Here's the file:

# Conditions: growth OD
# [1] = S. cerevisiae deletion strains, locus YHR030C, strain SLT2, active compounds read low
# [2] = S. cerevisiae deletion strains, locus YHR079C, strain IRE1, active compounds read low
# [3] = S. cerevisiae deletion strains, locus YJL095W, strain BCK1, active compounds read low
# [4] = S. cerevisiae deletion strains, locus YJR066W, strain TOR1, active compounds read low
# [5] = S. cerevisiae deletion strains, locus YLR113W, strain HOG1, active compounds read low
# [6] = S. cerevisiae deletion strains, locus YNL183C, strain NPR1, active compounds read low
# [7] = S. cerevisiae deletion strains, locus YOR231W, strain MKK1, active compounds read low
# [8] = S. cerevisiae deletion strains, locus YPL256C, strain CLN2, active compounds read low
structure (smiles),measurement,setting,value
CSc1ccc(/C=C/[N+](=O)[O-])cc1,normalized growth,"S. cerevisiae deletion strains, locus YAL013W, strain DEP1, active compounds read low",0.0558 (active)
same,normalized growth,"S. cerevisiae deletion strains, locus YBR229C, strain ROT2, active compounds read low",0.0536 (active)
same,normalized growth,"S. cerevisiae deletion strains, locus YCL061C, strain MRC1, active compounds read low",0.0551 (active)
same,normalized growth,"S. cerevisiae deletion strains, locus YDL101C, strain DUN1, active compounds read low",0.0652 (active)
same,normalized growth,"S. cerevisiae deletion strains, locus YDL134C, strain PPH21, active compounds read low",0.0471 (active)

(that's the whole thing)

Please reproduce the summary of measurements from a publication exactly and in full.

# Conditions: growth OD
# [1] = S. cerevisiae deletion strains, locus YHR030C, strain SLT2, active compounds read low
# [2] = S. cerevisiae deletion strains, locus YHR079C, strain IRE1, active compounds read low
# [3] = S. cerevisiae deletion strains, locus YJL095W, strain BCK1, active compounds read low
# [4] = S. cerevisiae deletion strains, locus YJR066W, strain TOR1, active compounds read low
# [5] = S. cerevisiae deletion strains, locus YLR113W, strain HOG1, active compounds read low
# [6] = S. cerevisiae deletion strains, locus YNL183C, strain NPR1, active compounds read low
# [7] = S. cerevisiae deletion strains, locus YOR231W, strain MKK1, active compounds read low
# [8] = S. cerevisiae deletion strains, locus YPL256C, strain CLN2, active compounds read low
structure (smiles),measurement,setting,value
CSc1ccc(/C=C/[N+](=O)[O-])cc1,normalized growth,"S. cerevisiae deletion strains, locus YAL013W, strain DEP1, active compounds read low",0.0558 (active)
same,normalized growth,"S. cerevisiae deletion strains, locus YBR229C, strain ROT2, active compounds read low",0.0536 (active)
same,normalized growth,"S. cerevisiae deletion strains, locus YCL061C, strain MRC1, active compounds read low",0.0551 (active)
same,normalized growth,"S. cerevisiae deletion strains, locus YDL101C, strain DUN1, active compounds read low",0.0652 (active)
same,normalized growth,"S. cerevisiae deletion strains, locus YDL134C, strain PPH21, active compounds read low",0.0471 (active)